“It took four hours to reach land, during which I used every opportunity to give my friend a hard time for leaving his life jackets at home.

“He was quiet most of the way.

“’I said, ‘Was the boat insured?’

“He shook his head.

“’It wasn't?’

“’No, it wasn't. Are you happy now?’

“Yes, I was happy: Happy to be alive.”

You know, that’s a very revealing story for any person to tell. Here’s the rub: there are so many things about Dino I—and probably you—want to know. After the story he’d just told me, I wanted to delve into something more ethereal, more intimate. I could only hope he would trust me enough to share these things with me. I took a deep breath (scared right out of my wits) and asked, “What is the most perfect scene you've ever witnessed—a moment of such beauty and significance that it sticks in your mind constantly?”

I was expecting a comment about the sunset over the ocean, or the silent, silvery beauty of the sea under a full moon. But something in Dino changed at that moment. He was suddenly diffident, as if he felt that I would mock his response. His voice was quiet. Not his actual speaking voice, but the voice that whispers ‘I am a writer and this is what I think’ in the heads of only a very few special people.

“I walked into the room and saw her sitting with some friends. Someone motioned me to the table. She smiled and offered her hand. When I touched her, a shock burned through me, all heat and buzzing electricity that sent blood roiling through my senses like wild rapids cresting and falling and cresting again. I grew dizzy as my shoes seemed to melt into the floor. I sat next to her. She leaned in close, her lips almost touching my cheek, and whispered her name. I tasted her breath, hot and sweet. Then my chest expanded as she entered my soul, forever embossed upon the true essence of my being.

“Though many years have passed since then, I still feel the intensity of that first gaze, and how even when I look upon her now, there continues an upheaval of emotions that fuels a desire that can never be quenched.”

When Dino and I discussed this interview, he was worried about this specific statement, this declaration of the immediacy of love and desire that every mortal wants to experience and so few of us find. I am fortunate enough to understand what Dino was saying, because I am blessed enough to have experienced it myself. But for this man, a man who can feel so deeply and who can see so intuitively into his own psyche to make such a confession to me—the smartass on the other end of the line—was an honor that blew me right out of my chair.

No one could contrive such an emotional experience; one can either live it or envy it.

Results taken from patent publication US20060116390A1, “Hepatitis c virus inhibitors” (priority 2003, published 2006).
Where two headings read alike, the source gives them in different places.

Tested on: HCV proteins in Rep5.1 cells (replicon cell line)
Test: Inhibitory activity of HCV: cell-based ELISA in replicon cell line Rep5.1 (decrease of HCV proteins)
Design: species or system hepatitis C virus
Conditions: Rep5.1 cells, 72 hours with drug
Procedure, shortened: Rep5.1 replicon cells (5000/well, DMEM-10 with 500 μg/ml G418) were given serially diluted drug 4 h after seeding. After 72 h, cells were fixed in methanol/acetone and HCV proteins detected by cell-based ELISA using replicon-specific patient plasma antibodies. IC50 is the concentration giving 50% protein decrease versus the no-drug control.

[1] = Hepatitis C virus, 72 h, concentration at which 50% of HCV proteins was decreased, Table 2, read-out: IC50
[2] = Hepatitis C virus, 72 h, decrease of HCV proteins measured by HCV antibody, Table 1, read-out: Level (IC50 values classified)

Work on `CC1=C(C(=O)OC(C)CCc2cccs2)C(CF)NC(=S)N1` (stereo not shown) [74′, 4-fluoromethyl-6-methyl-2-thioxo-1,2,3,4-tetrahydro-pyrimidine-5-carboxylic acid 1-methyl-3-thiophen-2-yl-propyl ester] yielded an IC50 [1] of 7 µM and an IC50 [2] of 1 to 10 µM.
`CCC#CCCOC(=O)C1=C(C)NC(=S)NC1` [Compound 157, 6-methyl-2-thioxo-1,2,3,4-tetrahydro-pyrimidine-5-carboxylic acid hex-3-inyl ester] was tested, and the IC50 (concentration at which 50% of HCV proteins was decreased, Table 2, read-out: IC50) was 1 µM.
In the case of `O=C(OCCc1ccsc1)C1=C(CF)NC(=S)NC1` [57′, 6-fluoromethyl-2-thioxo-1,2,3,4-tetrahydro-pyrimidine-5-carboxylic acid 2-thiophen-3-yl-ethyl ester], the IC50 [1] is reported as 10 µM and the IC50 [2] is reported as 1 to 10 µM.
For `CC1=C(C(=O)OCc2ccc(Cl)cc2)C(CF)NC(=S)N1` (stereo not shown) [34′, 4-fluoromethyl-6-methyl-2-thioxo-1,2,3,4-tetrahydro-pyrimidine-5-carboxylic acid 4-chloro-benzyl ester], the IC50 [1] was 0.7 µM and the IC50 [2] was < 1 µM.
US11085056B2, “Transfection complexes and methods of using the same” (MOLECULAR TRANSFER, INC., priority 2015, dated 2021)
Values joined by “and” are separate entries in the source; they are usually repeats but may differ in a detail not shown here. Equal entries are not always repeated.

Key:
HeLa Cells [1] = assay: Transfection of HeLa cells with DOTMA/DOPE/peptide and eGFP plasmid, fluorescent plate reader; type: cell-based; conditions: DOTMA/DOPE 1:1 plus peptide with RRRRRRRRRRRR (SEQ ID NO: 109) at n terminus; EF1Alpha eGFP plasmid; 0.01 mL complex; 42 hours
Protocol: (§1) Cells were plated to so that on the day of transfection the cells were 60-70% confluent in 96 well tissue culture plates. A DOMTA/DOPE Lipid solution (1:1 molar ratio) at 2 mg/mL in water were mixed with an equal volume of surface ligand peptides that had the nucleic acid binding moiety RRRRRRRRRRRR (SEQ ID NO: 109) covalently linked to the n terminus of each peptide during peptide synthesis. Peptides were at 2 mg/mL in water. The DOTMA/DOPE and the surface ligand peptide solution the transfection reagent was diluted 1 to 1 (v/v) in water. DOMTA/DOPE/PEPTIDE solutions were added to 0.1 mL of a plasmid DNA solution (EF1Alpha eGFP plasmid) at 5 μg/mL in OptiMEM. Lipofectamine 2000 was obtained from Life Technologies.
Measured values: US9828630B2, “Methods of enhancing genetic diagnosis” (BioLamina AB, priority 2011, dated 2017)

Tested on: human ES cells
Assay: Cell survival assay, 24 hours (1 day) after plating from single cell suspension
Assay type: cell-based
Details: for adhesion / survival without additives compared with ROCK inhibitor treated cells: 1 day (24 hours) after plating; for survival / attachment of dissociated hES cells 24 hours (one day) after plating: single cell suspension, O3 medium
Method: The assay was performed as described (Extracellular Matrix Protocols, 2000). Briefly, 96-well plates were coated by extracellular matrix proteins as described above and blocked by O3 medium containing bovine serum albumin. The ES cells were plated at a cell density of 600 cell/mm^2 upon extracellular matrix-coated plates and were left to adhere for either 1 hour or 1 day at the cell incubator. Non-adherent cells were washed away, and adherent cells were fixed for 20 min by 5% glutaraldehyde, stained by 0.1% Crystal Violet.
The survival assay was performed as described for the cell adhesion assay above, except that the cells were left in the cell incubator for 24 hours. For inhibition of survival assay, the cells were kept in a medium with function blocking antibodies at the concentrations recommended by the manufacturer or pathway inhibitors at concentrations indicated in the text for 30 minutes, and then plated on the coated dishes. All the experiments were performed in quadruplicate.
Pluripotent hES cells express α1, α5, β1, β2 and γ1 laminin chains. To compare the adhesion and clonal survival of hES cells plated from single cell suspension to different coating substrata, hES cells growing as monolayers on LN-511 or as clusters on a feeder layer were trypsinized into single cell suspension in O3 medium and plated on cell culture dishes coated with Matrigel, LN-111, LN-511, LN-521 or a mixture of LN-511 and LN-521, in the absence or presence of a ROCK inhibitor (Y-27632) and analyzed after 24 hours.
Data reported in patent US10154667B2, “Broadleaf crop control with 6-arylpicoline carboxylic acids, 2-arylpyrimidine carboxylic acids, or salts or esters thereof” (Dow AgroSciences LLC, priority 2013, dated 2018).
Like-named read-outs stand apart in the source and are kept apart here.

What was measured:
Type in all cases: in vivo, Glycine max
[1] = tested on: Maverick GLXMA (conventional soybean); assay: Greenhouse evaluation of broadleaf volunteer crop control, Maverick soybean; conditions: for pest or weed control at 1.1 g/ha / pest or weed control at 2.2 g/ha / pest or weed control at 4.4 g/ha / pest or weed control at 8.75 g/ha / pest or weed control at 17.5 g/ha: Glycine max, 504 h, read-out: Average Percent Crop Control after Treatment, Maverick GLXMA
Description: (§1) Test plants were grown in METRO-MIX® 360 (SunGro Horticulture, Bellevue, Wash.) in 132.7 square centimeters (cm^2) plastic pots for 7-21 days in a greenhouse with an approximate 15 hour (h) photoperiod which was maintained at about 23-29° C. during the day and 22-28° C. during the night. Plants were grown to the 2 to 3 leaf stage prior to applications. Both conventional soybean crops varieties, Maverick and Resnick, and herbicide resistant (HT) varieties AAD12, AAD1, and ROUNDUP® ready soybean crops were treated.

I choked up. I admit it. I couldn’t go back to smartalec after that.

“What do you think is the single most important gift a parent can give to a child?”

“Humility. Children need to learn modesty at a young age, to understand that, though their accomplishments are significant and should be rewarded, there's no need for them to boast or to ever think they're better than anyone else.”

“What is the most underrated human characteristic or, conversely, the most overrated?”

“In our society, one of the most underrated characteristics is greed. In many instances it's celebrated as the American Way, the idea that you should build personal wealth, and to hell with everyone else. The most overrated has to be physical beauty. Nothing means less than outer looks when inner splendor is lacking.”

I couldn’t doubt it any longer. I could learn a lot from Dino. I’d always known that in the back of my mind, but this conversation, this interchange of trust had confirmed it for me beyond question. So for my final inquiry, I asked him a question that I have often asked myself—and have not yet been able to answer.

“If you could wake up in one of your dreams and find that it was reality, what would you want that dream to be?”

“It would be nice to wake up twenty-five years ago and have a chance to reshape my life. I've made a number of poor decisions I'd like to have back. Though I don't dwell on the past too much, I'd love to have one or two ‘do-overs’ that continue to haunt me and will gnaw at my conscience for the rest of my days.”

How wonderful a feeling it was for me at that moment! I realized that he had answered my deepest and most difficult question for me. We know Dino as Silver King at Absolute Write. I now know Dino as something more.

I know him as my friend.